May 27, 2013

Veggie Fact of the Day

Avocados are the fruit of a tree native to Central Mexico. Commonly known as Alligator Pears due to their shape and the texture of their skin, they are an integral part of Mexican and Central American cuisine and historical evidence suggests that Avocados were used by man as far back as 10,000 BC. 

While there are multiple varieties of Avocados available, Hass avocados are perhaps the best known variety that are available in US Grocery stores year-round. Generally served raw, avocados are most often used as a base for the classic Mexican dip Guacamole. The texture is not sweet, but rich and almost creamy. Avocados make an excellent base for smoothies and surprisingly (at least to me) is said to pair really well with chocolate shakes and smoothies. In the US, avocado slices/chunks are often served in sandwiches, burgers and even hot-dogs. Small chunks of avocado in taco salads provide a creaminess which limits the use of oily dressings. 

How to Buy?? Here's how. How to cut it?? Here's how. A ripe avocado yields to gentle pressure when held in the palm of the hand and squeezed. The skin is thick and leathery that darkens from green to almost black as it ripens. Inside, the flesh is generally a pale green closest to the skin and a creamy yellow closest to the pit. the flesh darkens quickly to a dull brown after exposure to air. To prevent this, lime or lemon juice can be added to avocados after they are peeled. Also, leave the seed with any unused avocado portions which helps slow down the enzymatic browning. 

Nutritionally, avocados are probably have highest fat content of all edible fruits, with the exception of nuts and seeds. Fat content varies with the time of year but typically about 75% of an avocado's energy comes from fat, most of which (67% of total) is monounsaturated fat (in the form of oleic acid). Other good fats include palmitic acid and linoleic acid. In addition, saturated fat content is pretty substantial too (~14% of total fat in a single serving). Compare that to most edible seeds and nuts where only 7% of total fat content is derived from saturated fats. However, that isn't the only thing that avocados have to offer. They carry 35% more potassium (485 mg) than bananas (358 mg) and are super-packed with Vitamins B9 (folic acid) and K. In addition, they are a good dietary source of Vitamins B5 (pantothenic acid), B6 (pyridoxine), C and E and dietary fiber (75% insoluble and 25% soluble). Amongst all these benefits of avocados is also the fact that high avocado intake has been shown to reduce blood cholesterol levels, and also reduce the risk for metabolic syndrome, including diabetes.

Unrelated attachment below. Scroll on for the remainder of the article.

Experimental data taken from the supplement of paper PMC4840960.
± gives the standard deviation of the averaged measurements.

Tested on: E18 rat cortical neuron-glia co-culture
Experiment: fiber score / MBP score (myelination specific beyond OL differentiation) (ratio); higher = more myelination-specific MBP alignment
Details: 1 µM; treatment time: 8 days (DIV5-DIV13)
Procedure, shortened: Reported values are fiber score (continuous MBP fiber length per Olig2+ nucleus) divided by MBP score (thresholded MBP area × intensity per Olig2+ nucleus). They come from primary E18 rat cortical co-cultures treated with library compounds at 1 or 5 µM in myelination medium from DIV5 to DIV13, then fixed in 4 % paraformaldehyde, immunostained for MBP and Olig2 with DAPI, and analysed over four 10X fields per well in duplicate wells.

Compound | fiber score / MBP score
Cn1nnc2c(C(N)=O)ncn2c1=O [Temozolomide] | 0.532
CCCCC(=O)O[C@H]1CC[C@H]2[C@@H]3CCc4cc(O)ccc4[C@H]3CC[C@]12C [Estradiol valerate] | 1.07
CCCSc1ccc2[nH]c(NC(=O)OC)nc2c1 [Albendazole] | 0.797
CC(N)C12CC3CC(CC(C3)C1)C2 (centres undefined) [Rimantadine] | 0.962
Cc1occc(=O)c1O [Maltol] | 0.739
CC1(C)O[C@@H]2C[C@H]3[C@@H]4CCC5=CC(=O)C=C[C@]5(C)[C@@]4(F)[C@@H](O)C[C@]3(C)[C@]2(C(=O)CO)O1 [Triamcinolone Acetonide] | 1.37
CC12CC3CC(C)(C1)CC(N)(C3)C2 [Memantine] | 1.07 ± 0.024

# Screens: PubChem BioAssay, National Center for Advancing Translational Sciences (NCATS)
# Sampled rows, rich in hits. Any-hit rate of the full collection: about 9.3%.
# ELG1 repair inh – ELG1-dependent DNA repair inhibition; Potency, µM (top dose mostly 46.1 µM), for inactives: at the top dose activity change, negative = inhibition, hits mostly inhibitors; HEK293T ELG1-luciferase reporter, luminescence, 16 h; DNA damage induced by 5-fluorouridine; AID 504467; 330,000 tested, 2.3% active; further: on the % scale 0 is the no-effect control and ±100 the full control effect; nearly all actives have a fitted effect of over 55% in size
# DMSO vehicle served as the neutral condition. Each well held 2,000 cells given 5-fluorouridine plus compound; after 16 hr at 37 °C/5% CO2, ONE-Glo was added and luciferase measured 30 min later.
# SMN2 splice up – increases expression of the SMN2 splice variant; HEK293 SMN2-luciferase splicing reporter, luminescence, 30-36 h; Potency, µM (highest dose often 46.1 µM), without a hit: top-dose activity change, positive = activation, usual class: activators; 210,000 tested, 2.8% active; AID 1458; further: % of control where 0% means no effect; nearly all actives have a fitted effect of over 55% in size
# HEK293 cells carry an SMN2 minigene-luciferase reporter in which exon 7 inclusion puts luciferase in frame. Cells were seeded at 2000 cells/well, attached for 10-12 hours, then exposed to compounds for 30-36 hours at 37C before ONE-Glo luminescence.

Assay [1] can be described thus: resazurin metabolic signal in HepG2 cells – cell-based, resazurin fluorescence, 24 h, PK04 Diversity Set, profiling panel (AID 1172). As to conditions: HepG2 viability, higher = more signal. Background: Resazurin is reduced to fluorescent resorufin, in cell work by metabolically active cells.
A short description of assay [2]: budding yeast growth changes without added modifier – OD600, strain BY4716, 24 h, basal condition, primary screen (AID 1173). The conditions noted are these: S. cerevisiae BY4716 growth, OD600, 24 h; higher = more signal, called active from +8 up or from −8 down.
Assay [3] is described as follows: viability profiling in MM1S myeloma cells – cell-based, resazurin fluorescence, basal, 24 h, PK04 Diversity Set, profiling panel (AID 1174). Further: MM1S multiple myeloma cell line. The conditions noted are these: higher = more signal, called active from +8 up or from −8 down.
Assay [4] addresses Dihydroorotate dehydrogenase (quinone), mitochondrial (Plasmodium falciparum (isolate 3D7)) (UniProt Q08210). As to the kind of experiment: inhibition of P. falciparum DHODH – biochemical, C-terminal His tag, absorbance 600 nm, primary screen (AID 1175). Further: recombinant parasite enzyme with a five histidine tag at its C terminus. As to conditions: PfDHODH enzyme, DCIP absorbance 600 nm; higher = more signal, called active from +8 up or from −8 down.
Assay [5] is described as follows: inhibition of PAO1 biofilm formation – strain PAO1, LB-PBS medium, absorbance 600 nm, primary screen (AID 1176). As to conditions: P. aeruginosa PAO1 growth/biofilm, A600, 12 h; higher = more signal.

Fun Fact of the Day: Did you know that avocados ripen ONLY AFTER the fruit is plucked from the tree. Mature fruit can be left unplucked on the tree for as long as 6 months and does not spoil. Once plucked, most fruits ripen (at room temperature) in 3-6 days. 

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